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TV Guide Combat cover with Vic Morrow and Rick JasonTV Guide

The Private War on Lot 2
June 15 - 21, 1963

Copyright 1963 by TV Guide.
(Scanned from the collection of Rick Jason)

The attraction of Combat — the hour-long war show which, unlike the ill-fated Gallant Men, has been picked up for another season — would sometimes seem to be based on the clash of opposites. The film-making team responsible for the show has held such diverse opinions of how the war should be treated that the battle has often appeared to be taking place not so much in Normandy as in the front office. Indeed, even the show's two stars, Vic Morrow and Rick Jason, have seemed at times to be locked up in noisy battles of their own very different personalities.

Morrow, a product of the Bronx, is intense, brooding, deadly serious — a Method actor personified. Jason, a New York stockbroker's son, is a likable poseur who likes to play movie star.

On the set, while Morrow broods, Jason holds court. Morrow's director's chair is covered with tattered yellow canvas on which is rather dimly painted "Vic Morrow." Jason's name is resplendently fashioned in hand-tooled leather.

Morrow whips around town in a small Morgan sports car that needs washing. Jason has on order a new Mark X Jaguar.

Morrow will argue with the director on the basis of character in relation to scene. Jason is concerned strictly with him own image.

Morrow drinks gin. Jason sips cocktails. Morrow is a rumpled man of rumpled mood, married to a journeyman actress, Barbara Turner. Jason is a professional enthusiast whose enthusiasms range from coking to karate (the "in" form of Judo); from tropical fish to his new wife, Jutta, a former Miss Germany.

Morrow likes to spend his off-hours writing musical comedy with composer Elmer Bernstien, directing little theater and making pickup film.

Surprisingly, desite all the differences, the two actors have an instinctive liking for each other.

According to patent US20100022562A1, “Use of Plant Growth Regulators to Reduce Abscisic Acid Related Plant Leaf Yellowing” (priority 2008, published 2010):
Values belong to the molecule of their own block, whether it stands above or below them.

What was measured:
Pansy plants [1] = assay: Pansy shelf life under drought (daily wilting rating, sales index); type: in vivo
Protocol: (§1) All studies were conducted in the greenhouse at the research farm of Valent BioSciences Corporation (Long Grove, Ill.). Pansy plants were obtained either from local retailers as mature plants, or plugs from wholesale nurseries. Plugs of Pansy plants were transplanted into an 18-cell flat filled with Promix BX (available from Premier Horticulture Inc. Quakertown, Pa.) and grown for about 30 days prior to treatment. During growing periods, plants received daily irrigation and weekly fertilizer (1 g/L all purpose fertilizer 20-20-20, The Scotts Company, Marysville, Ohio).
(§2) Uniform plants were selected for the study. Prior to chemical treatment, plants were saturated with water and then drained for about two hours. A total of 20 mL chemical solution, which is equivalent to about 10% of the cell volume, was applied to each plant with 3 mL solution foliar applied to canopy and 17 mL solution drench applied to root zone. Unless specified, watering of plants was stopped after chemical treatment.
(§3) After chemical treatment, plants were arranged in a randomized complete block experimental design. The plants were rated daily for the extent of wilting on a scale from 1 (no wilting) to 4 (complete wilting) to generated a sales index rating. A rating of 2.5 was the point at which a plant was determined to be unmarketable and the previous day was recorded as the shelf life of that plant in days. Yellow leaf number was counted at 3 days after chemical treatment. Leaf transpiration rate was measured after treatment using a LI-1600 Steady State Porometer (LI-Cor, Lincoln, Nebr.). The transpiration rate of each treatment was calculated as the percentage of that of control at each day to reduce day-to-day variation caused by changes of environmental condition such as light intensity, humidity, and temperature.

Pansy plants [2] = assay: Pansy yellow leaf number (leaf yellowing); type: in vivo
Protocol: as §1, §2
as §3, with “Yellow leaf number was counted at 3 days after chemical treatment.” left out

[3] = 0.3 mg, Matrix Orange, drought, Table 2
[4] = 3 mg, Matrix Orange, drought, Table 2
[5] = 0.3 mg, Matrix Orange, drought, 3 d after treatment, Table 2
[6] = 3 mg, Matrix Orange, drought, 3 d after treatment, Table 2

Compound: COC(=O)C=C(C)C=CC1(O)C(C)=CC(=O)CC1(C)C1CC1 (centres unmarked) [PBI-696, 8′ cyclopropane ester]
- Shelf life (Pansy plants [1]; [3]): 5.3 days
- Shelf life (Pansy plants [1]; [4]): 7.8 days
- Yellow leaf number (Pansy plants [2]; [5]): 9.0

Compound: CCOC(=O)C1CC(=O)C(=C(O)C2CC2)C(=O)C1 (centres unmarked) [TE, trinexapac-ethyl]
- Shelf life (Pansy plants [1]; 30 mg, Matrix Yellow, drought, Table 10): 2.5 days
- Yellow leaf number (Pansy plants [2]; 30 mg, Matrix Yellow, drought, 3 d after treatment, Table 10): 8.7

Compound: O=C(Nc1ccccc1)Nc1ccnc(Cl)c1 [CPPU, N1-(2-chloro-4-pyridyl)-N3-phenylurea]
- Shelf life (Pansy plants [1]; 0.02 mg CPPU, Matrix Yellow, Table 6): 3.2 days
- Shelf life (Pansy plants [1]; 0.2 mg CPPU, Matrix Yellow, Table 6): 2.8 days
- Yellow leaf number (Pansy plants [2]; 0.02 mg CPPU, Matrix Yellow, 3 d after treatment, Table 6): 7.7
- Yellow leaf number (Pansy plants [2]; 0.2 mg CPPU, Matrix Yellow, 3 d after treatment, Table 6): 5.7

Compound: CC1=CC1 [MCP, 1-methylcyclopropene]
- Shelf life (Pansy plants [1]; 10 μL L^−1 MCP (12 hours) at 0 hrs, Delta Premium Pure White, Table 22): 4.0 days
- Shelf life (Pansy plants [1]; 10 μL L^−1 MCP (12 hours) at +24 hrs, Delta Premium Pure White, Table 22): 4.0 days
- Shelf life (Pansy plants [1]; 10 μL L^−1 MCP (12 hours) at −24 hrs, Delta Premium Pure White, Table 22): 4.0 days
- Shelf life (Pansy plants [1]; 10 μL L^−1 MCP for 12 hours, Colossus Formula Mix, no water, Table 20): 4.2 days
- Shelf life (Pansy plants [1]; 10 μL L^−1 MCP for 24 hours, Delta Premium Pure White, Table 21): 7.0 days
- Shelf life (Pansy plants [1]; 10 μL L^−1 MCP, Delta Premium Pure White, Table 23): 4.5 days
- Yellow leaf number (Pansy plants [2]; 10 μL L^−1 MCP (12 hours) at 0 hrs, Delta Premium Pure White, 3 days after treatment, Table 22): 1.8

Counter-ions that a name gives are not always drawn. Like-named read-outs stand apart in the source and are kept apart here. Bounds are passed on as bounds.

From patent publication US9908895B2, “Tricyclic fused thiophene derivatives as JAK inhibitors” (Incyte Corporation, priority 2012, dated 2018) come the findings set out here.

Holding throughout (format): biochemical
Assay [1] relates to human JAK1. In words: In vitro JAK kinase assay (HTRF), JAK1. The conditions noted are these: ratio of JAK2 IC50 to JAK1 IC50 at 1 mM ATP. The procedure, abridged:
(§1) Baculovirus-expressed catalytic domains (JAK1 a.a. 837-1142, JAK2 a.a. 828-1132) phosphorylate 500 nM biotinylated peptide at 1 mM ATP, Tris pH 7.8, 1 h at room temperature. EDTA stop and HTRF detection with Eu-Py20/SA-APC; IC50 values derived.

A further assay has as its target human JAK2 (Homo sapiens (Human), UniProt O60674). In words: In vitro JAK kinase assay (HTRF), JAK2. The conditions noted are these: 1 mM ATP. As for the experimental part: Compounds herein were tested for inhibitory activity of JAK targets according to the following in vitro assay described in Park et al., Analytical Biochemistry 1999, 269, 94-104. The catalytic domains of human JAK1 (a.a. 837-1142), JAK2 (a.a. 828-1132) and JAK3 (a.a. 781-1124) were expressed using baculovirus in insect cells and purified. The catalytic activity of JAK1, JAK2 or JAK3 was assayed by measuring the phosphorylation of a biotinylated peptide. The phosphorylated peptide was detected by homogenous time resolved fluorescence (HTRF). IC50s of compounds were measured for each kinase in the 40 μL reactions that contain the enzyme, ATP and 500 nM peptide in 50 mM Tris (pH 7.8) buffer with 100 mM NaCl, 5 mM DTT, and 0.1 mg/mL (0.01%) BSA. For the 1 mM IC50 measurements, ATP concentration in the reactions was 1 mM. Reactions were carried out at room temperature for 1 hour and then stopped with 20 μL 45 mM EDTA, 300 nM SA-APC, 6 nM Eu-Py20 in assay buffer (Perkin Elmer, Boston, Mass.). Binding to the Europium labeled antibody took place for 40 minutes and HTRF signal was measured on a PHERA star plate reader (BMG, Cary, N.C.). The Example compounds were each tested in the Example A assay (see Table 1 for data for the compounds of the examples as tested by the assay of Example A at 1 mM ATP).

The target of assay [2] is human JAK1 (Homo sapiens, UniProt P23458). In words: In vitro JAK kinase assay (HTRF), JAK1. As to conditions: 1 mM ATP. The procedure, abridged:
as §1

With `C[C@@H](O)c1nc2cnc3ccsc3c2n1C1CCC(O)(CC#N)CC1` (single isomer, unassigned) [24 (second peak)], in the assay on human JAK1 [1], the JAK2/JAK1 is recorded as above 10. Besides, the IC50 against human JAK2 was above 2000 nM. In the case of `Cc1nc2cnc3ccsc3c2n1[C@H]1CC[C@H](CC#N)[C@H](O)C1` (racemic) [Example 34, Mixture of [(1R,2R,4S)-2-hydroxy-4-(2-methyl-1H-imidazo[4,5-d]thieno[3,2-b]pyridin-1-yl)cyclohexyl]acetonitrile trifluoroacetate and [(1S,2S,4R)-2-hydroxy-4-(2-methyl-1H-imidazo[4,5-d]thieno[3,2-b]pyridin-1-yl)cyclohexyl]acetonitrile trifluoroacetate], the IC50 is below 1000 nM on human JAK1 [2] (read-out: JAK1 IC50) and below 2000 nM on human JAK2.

The tome of the relationship was set the first time they met — at 4:30 a.m., the first morning of shooting. The company, uncoffee-ed and chilled to the bone, was about to leave for Malibu for the landing sequences in a studio station wagon. Everybody piled in except Jason who, buffing up his nails on the lapel of his battle-soiled combat jacket, said he thought he'd wait for the limousine. "You've gotta — but I mean you've really gotta love a guy like that," says Morrow. "Vic's a helluva guy and a helluvan actor," says Jason.

Not only do they dig each other," says a crew member incredulously, "they love the show. It helps."

And Combat has needed all the help it could get. Considering the constantbickering in management, it is a wonder that there is any show left at all. In the beginning, Selig Seligman, the executive producer, onetime Nuremberg Trial lawyer and old friend of ABC network chief Leonard Goldenson, hired Robert ("Battleground") Pirosh to make a pilot. Pirosh turned out a film which was later to be described by his successors as "The Rover Boys in Normandy."

When Pirosh wisely retreated to the comparative safety of the movie wars, Seligman replaced him with Robert Blees, the first permanent producer, and Bob Altman, the first writer-director, both distinguished, if controvesial, alumni of the notorious Fabian Bus Stop episode.